Friday, January 10, 2014

Gifts of LOVE

My friend Pam shared an amazing story with me about her brother-in-law Brad.  I contacted him and with his permission I would like to share his story here. Most of it will be in his own words and I will put quotation marks so you can tell :)

First I need to explain what "home teaching" is for those of you who don't know.  In our church, The Church of Jesus Christ of Latter-Day Saints, we have a program called Home Teaching.  Each of the men in the congregation are asked to look out for several families in the congregation, checking in on them, helping them when needed,
encouraging and giving them inspirational messages.  The women do the same with the other women and that is called Visiting Teaching.  It is just a way to look out for one another and it helps us all feel loved and needed.  So, on with the story in Brad's words: (Oops, I also want to mention that Brad and his wife are both quilters!)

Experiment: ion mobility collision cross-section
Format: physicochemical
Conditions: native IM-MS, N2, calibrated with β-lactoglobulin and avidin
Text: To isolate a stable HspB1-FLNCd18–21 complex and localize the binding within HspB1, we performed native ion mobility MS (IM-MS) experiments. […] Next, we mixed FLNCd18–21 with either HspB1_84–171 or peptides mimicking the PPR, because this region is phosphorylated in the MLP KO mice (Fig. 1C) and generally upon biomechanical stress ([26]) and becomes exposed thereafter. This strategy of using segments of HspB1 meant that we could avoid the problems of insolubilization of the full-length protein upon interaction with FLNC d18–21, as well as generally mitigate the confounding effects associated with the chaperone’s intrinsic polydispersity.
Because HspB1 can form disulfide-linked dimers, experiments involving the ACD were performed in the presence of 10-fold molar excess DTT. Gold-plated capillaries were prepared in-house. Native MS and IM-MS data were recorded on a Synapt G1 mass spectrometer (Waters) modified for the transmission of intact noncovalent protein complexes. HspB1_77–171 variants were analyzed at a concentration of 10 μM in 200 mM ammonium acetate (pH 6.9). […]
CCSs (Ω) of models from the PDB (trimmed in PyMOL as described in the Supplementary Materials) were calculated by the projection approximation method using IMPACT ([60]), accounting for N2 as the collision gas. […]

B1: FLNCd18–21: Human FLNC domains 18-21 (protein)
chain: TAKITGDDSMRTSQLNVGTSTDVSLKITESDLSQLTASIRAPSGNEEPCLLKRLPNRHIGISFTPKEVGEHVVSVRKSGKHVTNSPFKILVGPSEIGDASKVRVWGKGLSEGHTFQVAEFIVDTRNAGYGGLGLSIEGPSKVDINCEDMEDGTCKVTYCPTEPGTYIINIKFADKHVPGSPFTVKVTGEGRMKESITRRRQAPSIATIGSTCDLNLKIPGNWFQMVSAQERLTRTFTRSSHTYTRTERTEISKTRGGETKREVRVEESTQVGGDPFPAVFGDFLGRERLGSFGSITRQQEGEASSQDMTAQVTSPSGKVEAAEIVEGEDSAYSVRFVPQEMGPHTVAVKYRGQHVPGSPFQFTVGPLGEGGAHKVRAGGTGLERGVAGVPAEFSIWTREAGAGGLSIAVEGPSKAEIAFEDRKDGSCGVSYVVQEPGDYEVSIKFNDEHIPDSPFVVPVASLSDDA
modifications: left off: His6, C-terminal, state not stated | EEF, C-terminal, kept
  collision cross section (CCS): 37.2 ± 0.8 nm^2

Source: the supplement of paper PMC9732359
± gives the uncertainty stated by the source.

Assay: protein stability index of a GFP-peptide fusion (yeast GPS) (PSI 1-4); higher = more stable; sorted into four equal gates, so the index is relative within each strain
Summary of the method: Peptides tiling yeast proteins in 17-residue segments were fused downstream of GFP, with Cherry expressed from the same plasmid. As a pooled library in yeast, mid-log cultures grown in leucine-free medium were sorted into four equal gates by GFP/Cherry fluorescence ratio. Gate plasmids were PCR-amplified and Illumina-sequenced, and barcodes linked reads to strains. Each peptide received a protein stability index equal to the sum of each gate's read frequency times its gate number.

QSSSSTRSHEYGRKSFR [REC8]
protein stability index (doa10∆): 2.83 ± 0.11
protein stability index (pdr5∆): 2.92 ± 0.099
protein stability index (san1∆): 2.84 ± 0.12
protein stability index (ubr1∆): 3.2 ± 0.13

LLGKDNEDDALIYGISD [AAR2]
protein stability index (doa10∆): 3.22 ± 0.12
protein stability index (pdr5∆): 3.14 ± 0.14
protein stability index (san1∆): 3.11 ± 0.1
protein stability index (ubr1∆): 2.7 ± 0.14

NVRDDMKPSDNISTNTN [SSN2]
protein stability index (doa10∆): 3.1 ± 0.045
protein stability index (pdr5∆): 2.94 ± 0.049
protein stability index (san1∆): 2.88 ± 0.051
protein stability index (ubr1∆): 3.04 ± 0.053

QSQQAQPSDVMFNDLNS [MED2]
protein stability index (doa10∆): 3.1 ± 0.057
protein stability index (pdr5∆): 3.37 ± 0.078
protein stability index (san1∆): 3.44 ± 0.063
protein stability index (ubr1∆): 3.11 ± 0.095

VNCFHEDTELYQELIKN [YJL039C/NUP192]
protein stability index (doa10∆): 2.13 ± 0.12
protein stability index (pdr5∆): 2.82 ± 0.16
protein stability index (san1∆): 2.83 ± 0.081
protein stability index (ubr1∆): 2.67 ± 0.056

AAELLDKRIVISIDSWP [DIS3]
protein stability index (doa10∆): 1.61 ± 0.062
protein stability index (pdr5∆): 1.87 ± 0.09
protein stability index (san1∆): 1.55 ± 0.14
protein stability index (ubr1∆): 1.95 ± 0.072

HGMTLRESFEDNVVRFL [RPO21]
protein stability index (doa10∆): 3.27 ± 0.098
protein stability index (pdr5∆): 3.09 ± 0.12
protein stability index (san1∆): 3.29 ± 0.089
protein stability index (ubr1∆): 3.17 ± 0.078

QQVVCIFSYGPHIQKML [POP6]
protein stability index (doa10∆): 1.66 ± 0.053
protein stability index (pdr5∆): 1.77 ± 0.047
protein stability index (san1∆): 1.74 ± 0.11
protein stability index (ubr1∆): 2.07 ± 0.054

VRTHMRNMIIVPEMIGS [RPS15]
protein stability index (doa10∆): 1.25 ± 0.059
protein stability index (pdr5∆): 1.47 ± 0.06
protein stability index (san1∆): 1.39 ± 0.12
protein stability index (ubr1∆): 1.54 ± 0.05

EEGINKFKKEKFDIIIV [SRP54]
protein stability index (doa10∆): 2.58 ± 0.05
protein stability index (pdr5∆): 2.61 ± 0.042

"For Christmas 2012, I made a Christmas mouse ornament for our seven home teaching families. I wanted them to have something that was made just for them....The families were gracious about the gift, but I felt they deserved more.  I resolved I would make each of them, as well as my home teaching companion, a Christmas quilt for the following year.

I spent the time around Christmas thinking about what type of quilt to make.  I wanted something that would reflect the spirit of the season.  I ruled out Santa Claus or snowmen.  I wanted it to be about Jesus.  As I thought about the blocks, I decided to have a large center block depicting Jesus' birth.  I would have the other items we associate with Christmas in blocks around the nativity scene and call the quilt, "The Symbols of Christmas".  My thought was that it could be used to teach the children that all the things we see at Christmas time can be used to remind us of Christ.  I talked to people about what they associated with Christmas and searched the internet and quilting programs for ideas.